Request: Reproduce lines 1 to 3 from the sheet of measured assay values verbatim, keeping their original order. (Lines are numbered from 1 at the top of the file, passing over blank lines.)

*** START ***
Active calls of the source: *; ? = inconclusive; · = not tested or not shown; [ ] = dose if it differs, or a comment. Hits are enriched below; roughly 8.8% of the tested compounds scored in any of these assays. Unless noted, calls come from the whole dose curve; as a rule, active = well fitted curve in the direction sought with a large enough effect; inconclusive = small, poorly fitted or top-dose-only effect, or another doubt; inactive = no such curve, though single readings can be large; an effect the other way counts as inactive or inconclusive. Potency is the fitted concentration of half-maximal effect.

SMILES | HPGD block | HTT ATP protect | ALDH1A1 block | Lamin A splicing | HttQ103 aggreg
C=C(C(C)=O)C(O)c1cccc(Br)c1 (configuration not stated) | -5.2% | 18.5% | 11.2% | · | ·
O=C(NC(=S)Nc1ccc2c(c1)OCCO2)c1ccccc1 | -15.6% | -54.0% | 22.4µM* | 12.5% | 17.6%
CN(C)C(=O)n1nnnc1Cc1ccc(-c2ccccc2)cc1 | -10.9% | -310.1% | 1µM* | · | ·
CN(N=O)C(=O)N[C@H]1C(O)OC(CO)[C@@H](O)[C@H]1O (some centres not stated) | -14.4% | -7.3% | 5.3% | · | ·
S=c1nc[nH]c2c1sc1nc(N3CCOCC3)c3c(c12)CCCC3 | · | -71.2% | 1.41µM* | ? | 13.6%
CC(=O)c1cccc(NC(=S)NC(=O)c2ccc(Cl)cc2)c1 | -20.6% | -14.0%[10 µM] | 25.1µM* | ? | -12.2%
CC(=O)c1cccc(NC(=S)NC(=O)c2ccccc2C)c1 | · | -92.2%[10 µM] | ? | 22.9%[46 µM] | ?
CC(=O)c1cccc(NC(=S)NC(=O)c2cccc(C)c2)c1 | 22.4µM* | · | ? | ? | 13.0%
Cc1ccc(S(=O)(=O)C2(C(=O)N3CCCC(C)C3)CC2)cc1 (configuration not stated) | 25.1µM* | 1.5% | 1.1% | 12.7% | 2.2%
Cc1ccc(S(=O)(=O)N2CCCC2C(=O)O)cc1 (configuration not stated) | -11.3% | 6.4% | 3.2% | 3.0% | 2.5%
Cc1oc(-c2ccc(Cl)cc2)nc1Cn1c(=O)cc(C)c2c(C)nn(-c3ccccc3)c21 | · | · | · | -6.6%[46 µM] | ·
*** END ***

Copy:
Active calls of the source: *; ? = inconclusive; · = not tested or not shown; [ ] = dose if it differs, or a comment. Hits are enriched below; roughly 8.8% of the tested compounds scored in any of these assays. Unless noted, calls come from the whole dose curve; as a rule, active = well fitted curve in the direction sought with a large enough effect; inconclusive = small, poorly fitted or top-dose-only effect, or another doubt; inactive = no such curve, though single readings can be large; an effect the other way counts as inactive or inconclusive. Potency is the fitted concentration of half-maximal effect.

SMILES | HPGD block | HTT ATP protect | ALDH1A1 block | Lamin A splicing | HttQ103 aggreg
C=C(C(C)=O)C(O)c1cccc(Br)c1 (configuration not stated) | -5.2% | 18.5% | 11.2% | · | ·